Research spawned by heterochronic parabiosis studies, in which an old and a young animal have their circulatory systems linked, continues to provide surprises. There is considerable debate over whether helpful factors in young blood versus a dilution of harmful factors in old blood provide the majority of the benefits to the older animal, with the evidence favoring the latter at the present time. Dilution of blood plasma has been shown to produce benefits in animal studies, but that involves adding albumin to avoid diluting that essential protein. Researchers recently showed that adding recombinant albumin, and skipping the dilution, still produces benefits to health in animal studies. This may change the understanding of what is going on here yet again.
Last year, two self-described "biohackers" in Russia had themselves hooked up to blood collection machines that replaced approximately half of the plasma coursing through their veins with salty water. Three days later, the men tested their blood for hormones, fats and other indicators of general well-being. The procedure, it seemed, had improved various aspects of immunity, liver function and cholesterol metabolism.
Irina and Michael Conboy initially tried taking the reductionist drug development approach. They identified two biochemical pathways implicated with aging, pharmacologically recalibrated both in old mice, and found that the animals' brains, livers and muscles showed signs of rejuvenation. But a more rudimentary intervention they tried did better still. In a series of experiments that inspired the Russian biohackers, the Conboys simply replaced half of the animals' plasma with saline. (They, like the biohackers, also added back albumin, a protein essential for maintaining the proper fluid balance in the blood.) The dilution of pro-aging factors proved sufficient to activate a series of molecular changes in the mice that unleashed age-defying factors, leading to cognitive improvements and reduced inflammation in the brain.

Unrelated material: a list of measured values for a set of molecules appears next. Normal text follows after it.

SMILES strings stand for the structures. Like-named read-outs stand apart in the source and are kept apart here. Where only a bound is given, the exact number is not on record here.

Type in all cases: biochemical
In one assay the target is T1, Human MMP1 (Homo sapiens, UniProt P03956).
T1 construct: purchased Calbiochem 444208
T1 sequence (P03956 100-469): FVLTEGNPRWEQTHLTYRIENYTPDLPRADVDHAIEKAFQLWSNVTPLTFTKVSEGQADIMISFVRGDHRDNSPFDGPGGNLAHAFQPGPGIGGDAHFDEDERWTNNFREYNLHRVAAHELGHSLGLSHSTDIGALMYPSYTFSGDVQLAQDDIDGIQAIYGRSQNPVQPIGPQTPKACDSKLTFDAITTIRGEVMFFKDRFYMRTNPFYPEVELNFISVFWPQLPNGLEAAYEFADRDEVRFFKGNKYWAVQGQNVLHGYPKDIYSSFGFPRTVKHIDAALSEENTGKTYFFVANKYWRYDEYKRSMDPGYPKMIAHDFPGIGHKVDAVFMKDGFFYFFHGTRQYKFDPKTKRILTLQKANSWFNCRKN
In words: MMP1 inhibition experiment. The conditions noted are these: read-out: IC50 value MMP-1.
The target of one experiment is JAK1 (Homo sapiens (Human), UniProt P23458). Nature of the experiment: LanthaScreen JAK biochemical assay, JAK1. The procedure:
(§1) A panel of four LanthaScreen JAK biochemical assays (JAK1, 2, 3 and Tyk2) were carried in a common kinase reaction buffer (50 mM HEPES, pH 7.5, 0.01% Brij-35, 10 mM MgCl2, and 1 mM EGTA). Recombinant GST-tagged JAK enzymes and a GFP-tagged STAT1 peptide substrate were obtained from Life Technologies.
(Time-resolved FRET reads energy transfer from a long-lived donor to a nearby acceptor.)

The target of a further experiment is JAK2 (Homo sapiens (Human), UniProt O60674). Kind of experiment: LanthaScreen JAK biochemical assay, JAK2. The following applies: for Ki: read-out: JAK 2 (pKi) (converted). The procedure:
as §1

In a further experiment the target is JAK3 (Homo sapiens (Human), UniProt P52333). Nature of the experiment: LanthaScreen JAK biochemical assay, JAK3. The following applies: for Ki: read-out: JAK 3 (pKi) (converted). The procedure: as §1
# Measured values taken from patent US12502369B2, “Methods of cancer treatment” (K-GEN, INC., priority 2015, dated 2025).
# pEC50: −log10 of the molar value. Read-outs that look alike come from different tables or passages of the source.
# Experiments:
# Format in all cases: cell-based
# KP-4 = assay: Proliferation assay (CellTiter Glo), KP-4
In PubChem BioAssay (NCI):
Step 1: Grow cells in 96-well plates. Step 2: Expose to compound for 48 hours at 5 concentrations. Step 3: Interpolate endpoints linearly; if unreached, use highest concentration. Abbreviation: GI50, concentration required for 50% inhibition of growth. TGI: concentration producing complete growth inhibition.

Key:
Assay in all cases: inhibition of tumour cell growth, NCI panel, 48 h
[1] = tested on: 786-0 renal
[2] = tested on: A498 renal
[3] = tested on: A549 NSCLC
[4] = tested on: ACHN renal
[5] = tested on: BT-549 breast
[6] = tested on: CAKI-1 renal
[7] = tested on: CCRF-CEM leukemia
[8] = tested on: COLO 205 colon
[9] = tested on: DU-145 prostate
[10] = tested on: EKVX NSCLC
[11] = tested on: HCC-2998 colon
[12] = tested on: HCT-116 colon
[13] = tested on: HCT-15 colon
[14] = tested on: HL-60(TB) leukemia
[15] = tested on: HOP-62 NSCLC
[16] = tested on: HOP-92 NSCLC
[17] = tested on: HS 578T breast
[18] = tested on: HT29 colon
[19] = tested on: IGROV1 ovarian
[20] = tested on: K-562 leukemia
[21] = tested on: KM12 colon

Although other researchers saw many of the same effects when they administered young blood to mice, Irina Conboy suspects that those benefits had more to do with the dilution of old plasma than any enrichments provided by the young plasma. On balance, her research suggests that the detrimental effects of circulatory proteins in old blood - which include the suppression of youthful factors - are far stronger than any rejuvenating qualities of molecules added via young blood.
Many age-elevated factors have been identified, but finding drugs for each one is a challenge. Plasma dilution, by comparison, knocks them all down - and others as yet unknown - in one fell swoop. The Conboys founded a company to develop the plasma exchange strategy further. Others feel similarly dubious about young blood as a therapeutic. "This approach reminds me of trying to refresh sour milk by pouring fresh milk into it," says Iryna Pishel, who previously tested the anti-aging effects of young plasma on old mice and saw little impact on lifespan or immunological markers of aging.